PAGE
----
1 a.m.: Lie here then. Just lie here. What of it? It’s just lying here. Think of good things… Try to calm the banging heart.

 


Notes:

  • Photo: Katia Chausheva (Plovdiv, Bulgaria) with Ariel amoureuse (via Mennyfox55)
  • Post Title & Inspiration: Aldous Huxley: “It’s dark because you are trying too hard. Lightly child, lightly. Learn to do everything lightly. Yes, feel lightly even though you’re feeling deeply. Just lightly let things happen and lightly cope with them.”

 

 

T.G.I.F.: Truth


Source: Thisisn’thappiness

 

Monday Morning Wake-Up Call

It is astonishing how violently a big branch shakes when a silly little bird has left it.

~ Katherine Mansfield, from “Alors, je pars.” in Delphi Complete Works of Katherine Mansfield


Photo of Common Redpoll (male) by Larissa Datsha

Workin’ WFH. With Yiyun Li.

WFH. (Work From Home). No shoes. No socks.  Chained to the desk. Lower back groans.

HBR: “The risk is substantial. The lines between work and non-work are blurring… (those) who feel “on” all the time are at a higher risk of burnout when working from home than if they were going to the office as usual.”

I pause for a few page turns of Yiyun Li, Dear Friend, from My Life I Write to You in Your Life:being caught by the mesh of one’s mind.”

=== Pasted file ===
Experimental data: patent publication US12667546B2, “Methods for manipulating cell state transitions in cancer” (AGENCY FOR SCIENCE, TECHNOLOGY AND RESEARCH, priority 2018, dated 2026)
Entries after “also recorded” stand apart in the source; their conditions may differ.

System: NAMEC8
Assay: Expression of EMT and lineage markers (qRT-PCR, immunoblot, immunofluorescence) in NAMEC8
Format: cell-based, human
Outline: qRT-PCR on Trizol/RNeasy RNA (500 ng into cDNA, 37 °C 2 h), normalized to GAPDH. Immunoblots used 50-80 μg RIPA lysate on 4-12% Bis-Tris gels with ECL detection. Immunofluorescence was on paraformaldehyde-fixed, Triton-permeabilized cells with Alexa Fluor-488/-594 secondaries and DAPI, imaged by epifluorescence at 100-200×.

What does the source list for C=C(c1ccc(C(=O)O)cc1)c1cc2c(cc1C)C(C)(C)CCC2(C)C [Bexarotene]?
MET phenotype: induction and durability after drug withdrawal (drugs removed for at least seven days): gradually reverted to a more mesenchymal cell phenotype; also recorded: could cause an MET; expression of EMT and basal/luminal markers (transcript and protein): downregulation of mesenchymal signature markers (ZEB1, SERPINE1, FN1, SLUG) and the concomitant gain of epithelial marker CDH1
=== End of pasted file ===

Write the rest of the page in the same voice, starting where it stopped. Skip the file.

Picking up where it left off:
Friday Night. 11:30 pm. Everyone in bed – but me. I’ve shifted positions, from desk to couch.  I’m clearing out a swollen email box. 214. 210. 198. 175. 143. 138. 117.  18 hours. Calls. Conference Calls. Conference Calls. Conference Calls.  110. 108. 106. 104. 101. 99.

Get up to stretch. Walk to the kitchen. Grab a ramekin. Scoop out 3 heaping tablespoons of Talenti, tamp it down, lean in on the spoon again, add another scoop.  Today, Talenti for late breakfast, for dinner, and again, now, at midnight. Mint Chocolate chip. Close eyes. Gelato slides down throat, soothing. The only thing that is.

88. 85. 84. 83. Losing focus. Re-reading same email 2x.  Replies are littered with spelling mistakes. Autocorrect, correcting incorrectly. F-** it. I send it anyway. Does it really matter. Lose. Loose. Lose.

81. 79. 64.

Back to Yiyun Li. “Even the most inconsistent person is consistently himself.”

63. 62. 59. 57. 56. 54. 53. Li: “Wanting nothing is as extreme as wanting everything.”

50. 47. 43. 41. Li: “Did we ever ask ourselves: Why are we so lonely, so proud, and so adamant about perfecting our pretense?”

40. 39. 38. 37. 34. 32. Li: “we are, unlike other species, capable of not only enlarging but also diminishing our precarious selves”

30. 29. 27. I’m closing in on clearing my cue, but like Sisyphus, the closer I get to zero, the steeper the hill seems to get.

26. 25. 24. 23. Neck aches. I mean aches.  I turn, twist to adjust my position. 23 left. Come on. Bring it home.

I stare at the remaining cue. And stare. And stare.

And quit.

I gently set my iPhone on night stand. Twist in the earbuds, skim to find Chill Playlist, and hit Play.  But Yiyun Li can’t help herself, and lip syncs over it.

…the worst kind of fidgeting is that of one’s mind…I wonder…—not that one has known…but that one knows…This ceaseless effort—

 


Notes: Photo – Shibari & Photo Geoffroy Tako Baud. Model Lafille Delair (via Newthom)